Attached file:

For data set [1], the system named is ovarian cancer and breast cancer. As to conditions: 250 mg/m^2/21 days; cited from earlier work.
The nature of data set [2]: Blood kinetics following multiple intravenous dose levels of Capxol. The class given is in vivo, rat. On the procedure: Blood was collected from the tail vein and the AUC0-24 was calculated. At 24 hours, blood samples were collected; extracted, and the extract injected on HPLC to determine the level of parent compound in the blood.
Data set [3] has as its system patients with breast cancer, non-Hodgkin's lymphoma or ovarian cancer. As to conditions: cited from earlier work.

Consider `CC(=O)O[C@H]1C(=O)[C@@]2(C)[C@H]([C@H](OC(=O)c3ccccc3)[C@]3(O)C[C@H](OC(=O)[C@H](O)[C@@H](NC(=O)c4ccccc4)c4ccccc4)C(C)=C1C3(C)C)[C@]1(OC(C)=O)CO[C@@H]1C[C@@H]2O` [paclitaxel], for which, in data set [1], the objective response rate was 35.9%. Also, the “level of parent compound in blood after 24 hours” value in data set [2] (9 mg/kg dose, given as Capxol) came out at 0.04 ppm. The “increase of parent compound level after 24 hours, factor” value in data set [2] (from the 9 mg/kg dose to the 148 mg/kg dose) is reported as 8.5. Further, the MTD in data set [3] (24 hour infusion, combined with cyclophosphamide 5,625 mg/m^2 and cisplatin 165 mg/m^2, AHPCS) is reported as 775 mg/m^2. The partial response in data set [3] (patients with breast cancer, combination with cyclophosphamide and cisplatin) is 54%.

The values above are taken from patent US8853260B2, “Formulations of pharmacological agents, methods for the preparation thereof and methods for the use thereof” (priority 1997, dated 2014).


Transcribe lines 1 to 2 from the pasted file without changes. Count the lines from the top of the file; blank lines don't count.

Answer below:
For data set [1], the system named is ovarian cancer and breast cancer. As to conditions: 250 mg/m^2/21 days; cited from earlier work.
The nature of data set [2]: Blood kinetics following multiple intravenous dose levels of Capxol. The class given is in vivo, rat. On the procedure: Blood was collected from the tail vein and the AUC0-24 was calculated. At 24 hours, blood samples were collected; extracted, and the extract injected on HPLC to determine the level of parent compound in the blood.